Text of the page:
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Where is that video????

Is that picture the op??? if its the op... dude you are way too high... I would start using lemond formula just to start to get a number that will be kind;a ok with which you can start working. But if you have been using the saddle that high for the longest time you might feel wrongly low... dude in the picture is at least 2 cm too high. Check out lemond...

Whats your seat back? like 10 cm?

Btw never understood how some guys dont get numb nuts riding that high. Some fight the problem going super high and putting the tip of the saddle like 3 cm lower instead of going flatish, plus saddle all the way to the front... the other problem of problems with posture and saddle height is saddle sores...

PS; just saw the video... yup, saddle too high IMO aswell.

Last edited by ultraman6970; 10-06-2017 at 11:33 PM.
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  #42  
Old 10-07-2017, 12:19 AM
Clean39T Clean39T is online now
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Originally Posted by ultraman6970 View Post
Where is that video????

Is that picture the op??? if its the op... dude you are way too high... I would start using lemond formula just to start to get a number that will be kind;a ok with which you can start working. But if you have been using the saddle that high for the longest time you might feel wrongly low... dude in the picture is at least 2 cm too high. Check out lemond...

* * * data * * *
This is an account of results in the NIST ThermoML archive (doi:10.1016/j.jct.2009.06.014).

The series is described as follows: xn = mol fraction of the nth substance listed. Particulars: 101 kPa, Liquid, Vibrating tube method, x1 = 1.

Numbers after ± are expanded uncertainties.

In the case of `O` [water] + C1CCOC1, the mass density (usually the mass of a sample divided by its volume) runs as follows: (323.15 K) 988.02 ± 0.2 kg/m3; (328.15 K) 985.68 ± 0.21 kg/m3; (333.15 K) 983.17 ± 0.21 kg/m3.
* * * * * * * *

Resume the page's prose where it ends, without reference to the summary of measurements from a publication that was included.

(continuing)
Whats your seat back? like 10 cm?

Btw never understood how some guys dont get numb nuts riding that high. Some fight the problem going super high and putting the tip of the saddle like 3 cm lower instead of going flatish, plus saddle all the way to the front... the other problem of problems with posture and saddle height is saddle sores...

PS; just saw the video... yup, saddle too high IMO aswell.
He is I and I am him. As said above, worked on the setback and height today. Things feel much better. I'm going to put a proper setback post on it tomorrow and see where that gets me. And probably drop the saddle a hair more. As it was, I PR'd a 1/4mi 16% average grade climb on it going home without going too deep into the hurt box; and I could definitely feel the effects when powering on the flats and rises of rotating the hips forward and engaging the glutes. I don't know how I got myself so out of whack, but things are coming back together nicely.